Thiovulum majus is already a strange-enough form of bacteria.
By Michael Byrne|MOTHERBOARD
For one thing, it’s big, relatively speaking, existing as 5- to 20-micrometer spherical cells. The cells also exhibit some unique collective behavior—as residents of saltwater marshes surviving on oxygen harvested from the water, they often form into disordered clumps called veins, which allow the bacteria colony to circulate water like we circulate blood. They’re able to form these clumps thanks to a covering of tiny flagella, which also allow individual cells to swim faster than any other sort of bacteria.
As described in a recent paper in the Physical Review Letters, these bacteria are capable of yet another perplexing behavior—they form living two-dimensional crystals. Crystals, as we usually understand them, are tightly packed, periodic arrangements of atoms but, here, bacteria act as the atoms, forming into tight lattice structures thanks to the hydrostatic attraction produced by the bacterial flagella. This attraction is what takes the place of the electromagnetic force binding together proper crystals.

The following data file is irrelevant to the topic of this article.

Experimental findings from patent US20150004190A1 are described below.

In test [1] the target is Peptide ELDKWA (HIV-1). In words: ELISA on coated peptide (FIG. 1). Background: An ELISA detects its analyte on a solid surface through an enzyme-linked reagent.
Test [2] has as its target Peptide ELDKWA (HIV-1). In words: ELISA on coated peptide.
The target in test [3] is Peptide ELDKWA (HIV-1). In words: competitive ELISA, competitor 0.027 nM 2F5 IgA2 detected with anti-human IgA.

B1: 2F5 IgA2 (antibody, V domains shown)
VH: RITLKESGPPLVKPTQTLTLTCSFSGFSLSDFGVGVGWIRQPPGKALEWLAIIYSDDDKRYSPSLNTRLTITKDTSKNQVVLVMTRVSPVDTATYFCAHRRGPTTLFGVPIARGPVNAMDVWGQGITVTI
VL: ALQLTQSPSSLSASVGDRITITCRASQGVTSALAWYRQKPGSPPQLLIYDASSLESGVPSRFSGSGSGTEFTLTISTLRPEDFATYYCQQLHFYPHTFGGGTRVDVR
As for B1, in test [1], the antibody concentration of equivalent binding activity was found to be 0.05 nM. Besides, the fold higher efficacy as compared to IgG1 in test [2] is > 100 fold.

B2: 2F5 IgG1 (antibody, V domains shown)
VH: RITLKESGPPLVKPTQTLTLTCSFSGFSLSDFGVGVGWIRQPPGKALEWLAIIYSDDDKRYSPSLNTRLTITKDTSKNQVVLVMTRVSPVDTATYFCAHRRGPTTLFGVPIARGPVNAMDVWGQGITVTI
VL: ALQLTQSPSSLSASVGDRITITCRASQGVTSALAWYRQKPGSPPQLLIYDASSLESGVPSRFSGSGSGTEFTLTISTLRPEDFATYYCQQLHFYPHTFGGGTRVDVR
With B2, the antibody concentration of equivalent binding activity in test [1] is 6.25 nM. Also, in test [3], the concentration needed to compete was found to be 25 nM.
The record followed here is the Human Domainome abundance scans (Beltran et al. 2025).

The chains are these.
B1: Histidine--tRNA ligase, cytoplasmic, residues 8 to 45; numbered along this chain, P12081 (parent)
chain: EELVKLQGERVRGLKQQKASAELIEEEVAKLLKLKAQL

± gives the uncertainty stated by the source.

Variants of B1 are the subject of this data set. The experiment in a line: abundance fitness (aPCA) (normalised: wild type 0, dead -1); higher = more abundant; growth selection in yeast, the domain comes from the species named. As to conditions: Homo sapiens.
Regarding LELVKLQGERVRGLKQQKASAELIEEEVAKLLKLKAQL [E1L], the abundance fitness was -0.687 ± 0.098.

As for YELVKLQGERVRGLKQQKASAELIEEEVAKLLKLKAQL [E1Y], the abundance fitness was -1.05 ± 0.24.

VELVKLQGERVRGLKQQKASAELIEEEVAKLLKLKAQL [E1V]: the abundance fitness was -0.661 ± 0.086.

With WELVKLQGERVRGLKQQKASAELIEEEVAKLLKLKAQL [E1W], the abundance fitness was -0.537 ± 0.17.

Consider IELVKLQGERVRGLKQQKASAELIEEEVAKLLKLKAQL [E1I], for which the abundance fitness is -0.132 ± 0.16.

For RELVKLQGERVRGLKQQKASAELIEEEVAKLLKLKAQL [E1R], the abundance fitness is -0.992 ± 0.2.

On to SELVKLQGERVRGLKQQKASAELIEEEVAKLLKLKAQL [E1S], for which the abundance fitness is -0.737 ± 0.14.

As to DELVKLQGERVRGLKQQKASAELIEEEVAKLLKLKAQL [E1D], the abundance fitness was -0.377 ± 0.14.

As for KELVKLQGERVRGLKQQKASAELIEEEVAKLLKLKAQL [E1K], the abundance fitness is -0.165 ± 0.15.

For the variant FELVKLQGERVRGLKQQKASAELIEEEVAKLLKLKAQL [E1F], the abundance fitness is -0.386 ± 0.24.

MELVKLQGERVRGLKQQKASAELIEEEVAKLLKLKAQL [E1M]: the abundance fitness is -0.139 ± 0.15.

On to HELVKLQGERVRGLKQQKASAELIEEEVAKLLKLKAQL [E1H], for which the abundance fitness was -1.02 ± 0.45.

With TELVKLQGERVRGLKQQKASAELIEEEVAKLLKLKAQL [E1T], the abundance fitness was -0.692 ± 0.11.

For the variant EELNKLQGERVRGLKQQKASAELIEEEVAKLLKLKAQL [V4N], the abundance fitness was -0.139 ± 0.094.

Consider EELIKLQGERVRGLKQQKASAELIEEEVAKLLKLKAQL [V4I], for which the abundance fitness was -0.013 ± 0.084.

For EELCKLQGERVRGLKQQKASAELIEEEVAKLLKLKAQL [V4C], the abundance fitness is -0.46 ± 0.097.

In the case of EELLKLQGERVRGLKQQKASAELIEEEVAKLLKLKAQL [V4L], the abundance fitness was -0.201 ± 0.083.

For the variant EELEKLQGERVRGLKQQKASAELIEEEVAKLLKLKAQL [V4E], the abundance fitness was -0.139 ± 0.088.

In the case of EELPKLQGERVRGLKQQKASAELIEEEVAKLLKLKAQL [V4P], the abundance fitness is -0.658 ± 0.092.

It was an unexpected discovery for the Rockefeller University-based research group. The plan was to study the movements of Thiovulum majus through water droplets on a two-dimensional slide and it was here that they noticed something strange. The bacteria, which have a proclivity for rotating as they move around, like tiny propellers, didn’t „bounce“ off of the surfaces they encountered as one might expect.